Monday, October 27, 2008

Blind Testing

Something just happened to me and I have to share it. I was on my bike in downtown Honolulu, biking along S. King street toward KITV. I was still in the heart of downtown at Alakea and S. King. I pulled up to a stop light (on the road) just as it turned red. The pedestrians began crossing in front of me. There was one pedestrian left behind and immediately it is obvious that he is blind. He has a long white cane and was wearing very unusual blacked out goggles that covered his eyes and forehead. (It was gi-normous, with an acrylic-like face!)

One of the first pedestrians arriving from the other side let him know it's OK to cross, so he started out, sweeping his cane in a really wide arc as people scattered wildly in front of him realizing his condition themselves. He passed me just fine, but then began to drift out of the crosswalk and was heading over to the middle of a stopped bus! His cane was going to sweep under the bus and he wouldn't know it was there until he hit it!

I called over and then rode over to him telling him to come towards my voice. He stopped just in the nick of time and turned and was now walking toward me, parallel to the bus. "This is good" I thought until I saw his head heading for the massive rear-view mirror on that side of the bus. I called out frantically, trying to warn him, but he didn't respond and I cringed fearing the worst....whoosh it just missed his head! As he passed the front of the bus he turned toward the curb and found it and got up on the sidewalk, successfully having crossed the street.

The light had already turned green by this point but everyone was cool and when he was safe, traffic began to flow again. He never spoke once.

I find myself analyzing this experience over and over. Was he really blind?

I've seen blind people before and I've never seen them swing their cane in such a wild, wide arc. It was almost as if he was trying to scatter the people. He never asked for help or said thank you, (not that that is important for me, but I would think communication is key to safety in a situation like that). Despite me calling out, he took several steps until he stopped just shy of the bus. I also don't remember telling him to turn toward the curb after he had passed the front of the bus. He seemed to do that on his own. How did he know?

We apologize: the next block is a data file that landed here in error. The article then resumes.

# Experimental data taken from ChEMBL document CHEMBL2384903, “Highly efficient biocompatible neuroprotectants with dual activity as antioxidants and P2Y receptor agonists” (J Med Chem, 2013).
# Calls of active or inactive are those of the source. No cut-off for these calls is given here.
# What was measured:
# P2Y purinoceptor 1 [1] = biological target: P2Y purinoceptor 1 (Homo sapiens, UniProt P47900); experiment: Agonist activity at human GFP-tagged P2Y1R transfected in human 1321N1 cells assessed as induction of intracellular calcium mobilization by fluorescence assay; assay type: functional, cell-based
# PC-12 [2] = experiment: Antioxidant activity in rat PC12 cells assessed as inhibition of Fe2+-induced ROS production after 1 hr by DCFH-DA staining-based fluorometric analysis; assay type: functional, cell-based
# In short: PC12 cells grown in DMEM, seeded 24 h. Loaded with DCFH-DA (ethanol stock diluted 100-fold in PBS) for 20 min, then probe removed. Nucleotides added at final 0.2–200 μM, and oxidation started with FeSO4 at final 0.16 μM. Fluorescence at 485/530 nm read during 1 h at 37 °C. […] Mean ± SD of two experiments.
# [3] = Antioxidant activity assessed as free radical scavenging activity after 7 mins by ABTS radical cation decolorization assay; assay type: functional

Here are the possibilities:
1. He is really blind. If so, I feel terrible for doubting it, and I would be concerned for his safety. He is not ready for being solo in an urban environment.

2. He is newly blind. Perhaps this was the first day he mustered up enough courage to leave the apartment and go to the corner market himself. If so, good on him!

3. His giant black-out goggles are a training tool. He may be training to work with the blind and as a training exercise he has to "walk a day in their shoes".

4. This is a TV show or social experiment to see what happens. Perhaps he could see dimly through the goggles and was fabricating situations to record and evaluate the reactions of others. There were plenty of places to record that scene from if it were so.  It would sort of explain the near misses and other behavior.

Fortunately, no matter which is true, my actions should still be the same. Help to guide the gentleman across the street. 

After he was safe and I left, I wished I had stayed with the guy and guided him all the way to his destination. Perhaps then I would have known better his condition and the truth of the situation. I guess I will never know. If anyone ever sees a TV show with that kind of set up situation, let me know.

Peace Love and Character Testing,

Rich

3 comments:

Malcolm said...

Rich, you did the right thing, don't second guess your actions. I guarantee the other bystanders thought your actions were justifiable.

Bolo said...

Wow.

Kellie Roberts said...

The wide arc is proper cane technique when crossing a road/crosswalk. It attracts the attention of those around (mainly drivers & cyclists) so the blind or visually impaired person can more safely cross the street. In reference to the goggles, both goggles and sleep shades are used during O & M (orientation & mobility) lessons. Hope that better helps your unanswered questions. =)